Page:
Cult competition The Moth goes global

The non-profit 'slam storytelling' competition was founded in 1997 by the novelist George Dawes Green and has seen Malcolm Gladwell, Salman Rushdie and Molly Ringwald all take their turn at the mic
Pakistani women come out fighting: A hard-hitting play focuses on female Muslim boxers

Pakistani women come out fighting

Hard-hitting new play 'No Guts, No Heart, No Glory' focuses on female Muslim boxers
Leonora Carrington transcended her stolid background to become an avant garde star

Surreal deal: Leonora Carrington

The artist transcended her stolid background to become an avant garde star
LGBT History Month: Pupils discuss topics from Sappho to same-sex marriage

Education: LGBT History Month

Pupils have been discussing topics from Sappho to same-sex marriage
11 best gel eyeliners

Go bold this season: 11 best gel eyeliners

Use an ink pot eyeliner to go bold on the eyes with this season's feline flicked winged liner
Cricket World Cup 2015: Tournament runs riot to make the event more hit than miss...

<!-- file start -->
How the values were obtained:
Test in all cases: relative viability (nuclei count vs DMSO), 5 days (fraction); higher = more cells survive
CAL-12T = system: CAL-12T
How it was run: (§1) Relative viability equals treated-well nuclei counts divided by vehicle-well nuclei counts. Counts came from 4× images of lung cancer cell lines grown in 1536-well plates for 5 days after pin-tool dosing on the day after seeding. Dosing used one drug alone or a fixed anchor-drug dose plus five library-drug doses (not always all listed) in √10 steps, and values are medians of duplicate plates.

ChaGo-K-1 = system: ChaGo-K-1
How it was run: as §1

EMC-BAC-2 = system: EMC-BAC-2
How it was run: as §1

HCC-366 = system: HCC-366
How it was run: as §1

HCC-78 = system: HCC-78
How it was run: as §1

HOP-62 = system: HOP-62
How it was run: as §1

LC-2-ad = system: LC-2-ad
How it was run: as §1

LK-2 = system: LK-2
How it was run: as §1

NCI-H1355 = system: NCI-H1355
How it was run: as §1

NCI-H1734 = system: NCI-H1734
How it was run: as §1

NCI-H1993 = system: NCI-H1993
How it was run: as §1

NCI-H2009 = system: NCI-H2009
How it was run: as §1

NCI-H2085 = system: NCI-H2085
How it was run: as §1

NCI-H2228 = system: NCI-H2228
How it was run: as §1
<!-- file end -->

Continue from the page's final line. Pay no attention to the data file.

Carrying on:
Cricket World Cup runs riot to make the event more hit than miss...

The tournament has reached its halfway mark and scores of 300 and amazing catches abound. One thing never changes, though – everyone loves beating England
Katarina Johnson-Thompson: Heptathlete ready to jump at first major title

Katarina Johnson-Thompson: Ready to jump at first major title

After her 2014 was ruined by injury, 21-year-old Briton is leading pentathlete going into this week’s European Indoors. Now she intends to turn form into gold
Syrian conflict is the world's first 'climate change war', say scientists, but it won't be the last one

Climate change key in Syrian conflict

And it will trigger more war in future
How I outwitted the Gestapo

How I outwitted the Gestapo

My life as a Jew in wartime Berlin
The nation's favourite animal revealed

The nation's favourite animal revealed

Women like cuddly creatures whilst men like creepy-crawlies
Is this the way to get young people to vote?

Getting young people to vote

From #VOTESELFISH to Bite the Ballot